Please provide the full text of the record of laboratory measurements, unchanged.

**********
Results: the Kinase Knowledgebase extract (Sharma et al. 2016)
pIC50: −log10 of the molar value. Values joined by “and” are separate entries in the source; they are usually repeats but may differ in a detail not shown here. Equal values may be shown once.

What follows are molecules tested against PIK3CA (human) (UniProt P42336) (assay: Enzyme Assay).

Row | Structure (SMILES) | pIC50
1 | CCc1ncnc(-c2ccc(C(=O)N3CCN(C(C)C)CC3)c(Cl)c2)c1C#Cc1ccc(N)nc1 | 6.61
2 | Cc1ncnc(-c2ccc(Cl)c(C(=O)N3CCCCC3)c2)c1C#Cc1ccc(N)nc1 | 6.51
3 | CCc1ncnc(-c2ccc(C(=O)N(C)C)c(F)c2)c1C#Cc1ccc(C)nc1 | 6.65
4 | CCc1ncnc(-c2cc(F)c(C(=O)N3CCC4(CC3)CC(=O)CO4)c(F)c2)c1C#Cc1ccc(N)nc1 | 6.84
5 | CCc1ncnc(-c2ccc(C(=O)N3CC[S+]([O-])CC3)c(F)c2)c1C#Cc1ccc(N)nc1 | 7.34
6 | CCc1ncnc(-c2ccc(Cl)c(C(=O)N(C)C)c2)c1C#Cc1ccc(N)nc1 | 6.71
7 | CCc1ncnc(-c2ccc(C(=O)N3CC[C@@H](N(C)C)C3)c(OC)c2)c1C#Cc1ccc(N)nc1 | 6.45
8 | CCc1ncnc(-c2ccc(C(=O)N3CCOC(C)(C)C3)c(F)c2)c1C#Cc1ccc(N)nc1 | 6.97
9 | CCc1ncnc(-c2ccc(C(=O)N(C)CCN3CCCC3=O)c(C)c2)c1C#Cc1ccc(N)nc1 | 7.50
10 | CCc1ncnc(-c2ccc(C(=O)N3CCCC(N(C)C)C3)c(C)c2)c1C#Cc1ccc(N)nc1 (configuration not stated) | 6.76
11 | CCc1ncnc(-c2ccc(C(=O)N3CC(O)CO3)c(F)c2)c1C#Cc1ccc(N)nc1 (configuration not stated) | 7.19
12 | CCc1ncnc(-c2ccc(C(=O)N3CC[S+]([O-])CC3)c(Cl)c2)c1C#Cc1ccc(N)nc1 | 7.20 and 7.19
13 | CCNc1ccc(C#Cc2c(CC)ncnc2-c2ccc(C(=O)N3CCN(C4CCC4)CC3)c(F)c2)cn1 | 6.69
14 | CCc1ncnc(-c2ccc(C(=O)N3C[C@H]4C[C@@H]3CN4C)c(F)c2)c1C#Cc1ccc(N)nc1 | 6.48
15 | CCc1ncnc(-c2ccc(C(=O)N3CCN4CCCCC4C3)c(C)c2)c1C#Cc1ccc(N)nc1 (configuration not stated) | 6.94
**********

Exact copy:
Results: the Kinase Knowledgebase extract (Sharma et al. 2016)
pIC50: −log10 of the molar value. Values joined by “and” are separate entries in the source; they are usually repeats but may differ in a detail not shown here. Equal values may be shown once.

What follows are molecules tested against PIK3CA (human) (UniProt P42336) (assay: Enzyme Assay).

Row | Structure (SMILES) | pIC50
1 | CCc1ncnc(-c2ccc(C(=O)N3CCN(C(C)C)CC3)c(Cl)c2)c1C#Cc1ccc(N)nc1 | 6.61
2 | Cc1ncnc(-c2ccc(Cl)c(C(=O)N3CCCCC3)c2)c1C#Cc1ccc(N)nc1 | 6.51
3 | CCc1ncnc(-c2ccc(C(=O)N(C)C)c(F)c2)c1C#Cc1ccc(C)nc1 | 6.65
4 | CCc1ncnc(-c2cc(F)c(C(=O)N3CCC4(CC3)CC(=O)CO4)c(F)c2)c1C#Cc1ccc(N)nc1 | 6.84
5 | CCc1ncnc(-c2ccc(C(=O)N3CC[S+]([O-])CC3)c(F)c2)c1C#Cc1ccc(N)nc1 | 7.34
6 | CCc1ncnc(-c2ccc(Cl)c(C(=O)N(C)C)c2)c1C#Cc1ccc(N)nc1 | 6.71
7 | CCc1ncnc(-c2ccc(C(=O)N3CC[C@@H](N(C)C)C3)c(OC)c2)c1C#Cc1ccc(N)nc1 | 6.45
8 | CCc1ncnc(-c2ccc(C(=O)N3CCOC(C)(C)C3)c(F)c2)c1C#Cc1ccc(N)nc1 | 6.97
9 | CCc1ncnc(-c2ccc(C(=O)N(C)CCN3CCCC3=O)c(C)c2)c1C#Cc1ccc(N)nc1 | 7.50
10 | CCc1ncnc(-c2ccc(C(=O)N3CCCC(N(C)C)C3)c(C)c2)c1C#Cc1ccc(N)nc1 (configuration not stated) | 6.76
11 | CCc1ncnc(-c2ccc(C(=O)N3CC(O)CO3)c(F)c2)c1C#Cc1ccc(N)nc1 (configuration not stated) | 7.19
12 | CCc1ncnc(-c2ccc(C(=O)N3CC[S+]([O-])CC3)c(Cl)c2)c1C#Cc1ccc(N)nc1 | 7.20 and 7.19
13 | CCNc1ccc(C#Cc2c(CC)ncnc2-c2ccc(C(=O)N3CCN(C4CCC4)CC3)c(F)c2)cn1 | 6.69
14 | CCc1ncnc(-c2ccc(C(=O)N3C[C@H]4C[C@@H]3CN4C)c(F)c2)c1C#Cc1ccc(N)nc1 | 6.48
15 | CCc1ncnc(-c2ccc(C(=O)N3CCN4CCCCC4C3)c(C)c2)c1C#Cc1ccc(N)nc1 (configuration not stated) | 6.94